National Treasury Cabinet Secretary Henry Rotich’s subsidy programme in which Kenya’s borders were flung open for unfettered entry of cheap maize, sugar and milk might have calmed the nerves of consumers and in effect helped avert a political tide that threatened Uhuru’s re-election bid.
Designed to fail
But what offered consumers temporary relief and the President some political expediency might have left irreparable damage on the country’s economy, ruining the future of millions of Kenyan farmers whose livelihoods are propped by the three key commodities.
A poorly structured import subsidy - one that some experts believe was designed to fail - saw the Kenyan market flooded with cheap maize from Mexico and South Africa; sugar from India, Brazil, Mauritius, Zambia and Uganda; and milk powder from Uganda and Netherlands.
This was as opportunists exploited the flaws in the programme to pocket billions of taxpayers’ cash and consign local farmers into misery.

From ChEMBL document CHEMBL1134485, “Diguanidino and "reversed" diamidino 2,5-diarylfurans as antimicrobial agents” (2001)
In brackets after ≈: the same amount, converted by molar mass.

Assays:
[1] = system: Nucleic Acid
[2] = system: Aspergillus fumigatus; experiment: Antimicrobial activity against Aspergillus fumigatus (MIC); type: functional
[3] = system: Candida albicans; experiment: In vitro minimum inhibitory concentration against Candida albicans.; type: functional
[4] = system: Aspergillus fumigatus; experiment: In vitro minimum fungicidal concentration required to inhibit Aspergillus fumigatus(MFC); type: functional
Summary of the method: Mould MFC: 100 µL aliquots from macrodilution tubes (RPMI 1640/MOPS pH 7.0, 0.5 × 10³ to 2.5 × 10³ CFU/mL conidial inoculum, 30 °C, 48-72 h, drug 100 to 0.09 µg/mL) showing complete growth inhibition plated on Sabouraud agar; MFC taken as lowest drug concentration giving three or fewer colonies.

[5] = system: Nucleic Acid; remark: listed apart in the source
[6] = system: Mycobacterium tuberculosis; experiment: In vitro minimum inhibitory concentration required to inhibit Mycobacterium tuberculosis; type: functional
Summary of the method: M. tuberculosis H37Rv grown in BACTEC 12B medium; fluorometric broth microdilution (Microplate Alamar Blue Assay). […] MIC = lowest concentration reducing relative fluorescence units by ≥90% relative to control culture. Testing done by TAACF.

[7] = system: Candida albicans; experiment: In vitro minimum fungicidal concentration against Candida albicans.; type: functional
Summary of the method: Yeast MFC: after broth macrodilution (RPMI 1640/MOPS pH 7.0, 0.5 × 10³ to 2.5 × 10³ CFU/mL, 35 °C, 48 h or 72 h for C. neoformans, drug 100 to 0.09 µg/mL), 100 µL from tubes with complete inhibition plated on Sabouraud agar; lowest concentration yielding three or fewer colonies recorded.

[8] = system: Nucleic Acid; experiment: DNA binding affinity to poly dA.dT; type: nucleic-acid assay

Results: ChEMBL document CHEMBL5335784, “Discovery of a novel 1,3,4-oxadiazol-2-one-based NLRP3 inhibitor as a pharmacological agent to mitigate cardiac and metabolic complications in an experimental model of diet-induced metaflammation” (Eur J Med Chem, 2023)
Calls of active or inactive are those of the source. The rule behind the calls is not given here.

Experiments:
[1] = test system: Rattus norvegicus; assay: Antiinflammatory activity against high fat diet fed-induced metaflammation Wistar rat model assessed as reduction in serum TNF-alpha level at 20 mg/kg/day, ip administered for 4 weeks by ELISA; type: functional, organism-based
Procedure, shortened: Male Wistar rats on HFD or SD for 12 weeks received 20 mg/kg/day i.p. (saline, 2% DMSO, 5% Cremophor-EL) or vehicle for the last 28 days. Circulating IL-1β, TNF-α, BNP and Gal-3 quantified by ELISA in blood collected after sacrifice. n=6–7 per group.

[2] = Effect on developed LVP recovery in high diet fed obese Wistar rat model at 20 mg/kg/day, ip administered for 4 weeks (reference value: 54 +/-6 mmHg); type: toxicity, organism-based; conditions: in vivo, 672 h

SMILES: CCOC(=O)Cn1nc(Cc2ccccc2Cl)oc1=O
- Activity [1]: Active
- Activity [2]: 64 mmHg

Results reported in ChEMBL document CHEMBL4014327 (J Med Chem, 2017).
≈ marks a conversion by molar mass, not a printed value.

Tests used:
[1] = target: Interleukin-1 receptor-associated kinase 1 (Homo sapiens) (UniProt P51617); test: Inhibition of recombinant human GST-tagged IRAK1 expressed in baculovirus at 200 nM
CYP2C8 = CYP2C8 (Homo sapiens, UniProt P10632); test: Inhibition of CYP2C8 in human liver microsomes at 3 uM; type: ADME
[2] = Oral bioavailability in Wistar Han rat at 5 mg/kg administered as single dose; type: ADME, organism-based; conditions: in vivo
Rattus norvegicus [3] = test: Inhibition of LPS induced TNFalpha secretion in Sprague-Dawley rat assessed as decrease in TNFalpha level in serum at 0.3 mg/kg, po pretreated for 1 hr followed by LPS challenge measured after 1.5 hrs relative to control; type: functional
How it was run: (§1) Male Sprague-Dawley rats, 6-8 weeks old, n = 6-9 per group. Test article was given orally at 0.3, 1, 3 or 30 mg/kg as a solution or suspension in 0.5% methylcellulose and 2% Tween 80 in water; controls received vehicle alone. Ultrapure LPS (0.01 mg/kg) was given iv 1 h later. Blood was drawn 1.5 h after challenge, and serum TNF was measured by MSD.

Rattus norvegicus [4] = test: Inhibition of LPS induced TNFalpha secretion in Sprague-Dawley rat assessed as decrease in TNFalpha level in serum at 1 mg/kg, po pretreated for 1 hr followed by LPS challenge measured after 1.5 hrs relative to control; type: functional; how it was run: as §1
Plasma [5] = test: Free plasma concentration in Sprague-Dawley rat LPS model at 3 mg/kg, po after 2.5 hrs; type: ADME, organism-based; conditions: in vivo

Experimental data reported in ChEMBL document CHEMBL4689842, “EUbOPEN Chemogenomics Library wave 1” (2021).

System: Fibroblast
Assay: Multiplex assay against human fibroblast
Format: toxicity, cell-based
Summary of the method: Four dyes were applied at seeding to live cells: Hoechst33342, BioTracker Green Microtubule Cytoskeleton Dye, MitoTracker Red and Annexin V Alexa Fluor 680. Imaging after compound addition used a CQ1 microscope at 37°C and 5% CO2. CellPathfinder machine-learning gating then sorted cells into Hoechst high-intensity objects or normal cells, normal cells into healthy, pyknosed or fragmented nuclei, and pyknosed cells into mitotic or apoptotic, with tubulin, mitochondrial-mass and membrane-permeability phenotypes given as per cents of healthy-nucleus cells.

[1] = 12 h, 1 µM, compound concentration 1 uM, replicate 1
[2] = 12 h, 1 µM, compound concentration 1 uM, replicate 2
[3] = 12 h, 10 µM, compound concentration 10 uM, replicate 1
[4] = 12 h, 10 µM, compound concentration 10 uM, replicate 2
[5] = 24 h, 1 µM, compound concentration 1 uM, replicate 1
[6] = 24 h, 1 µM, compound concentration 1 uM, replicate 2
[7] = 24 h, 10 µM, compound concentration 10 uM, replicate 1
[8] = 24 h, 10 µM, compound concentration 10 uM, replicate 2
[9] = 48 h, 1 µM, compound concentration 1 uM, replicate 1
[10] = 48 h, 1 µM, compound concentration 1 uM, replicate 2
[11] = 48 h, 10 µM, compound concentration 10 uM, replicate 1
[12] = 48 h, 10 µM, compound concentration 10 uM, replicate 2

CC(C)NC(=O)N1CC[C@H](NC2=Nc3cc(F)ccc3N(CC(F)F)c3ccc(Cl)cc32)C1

More imports of the three commodities left a hole in the country’s foreign currency reserves as more dollars left Kenya than were replaced by export earnings.
This saw the country’s current account deficit - the difference between the value of total imports and exports - widen by a staggering 38.3 per cent to Sh518.9 billion in 2017 from Sh375.3 billion the year before.
A 2.7 per cent increase in the value of exports paled in comparison to 21.5 per cent increase in imports, which stood at Sh1.6 trillion.
Thanks to the desperate imports of these foodstuffs, the country found itself at the mercy of foreign investors as the balance of payments deteriorated.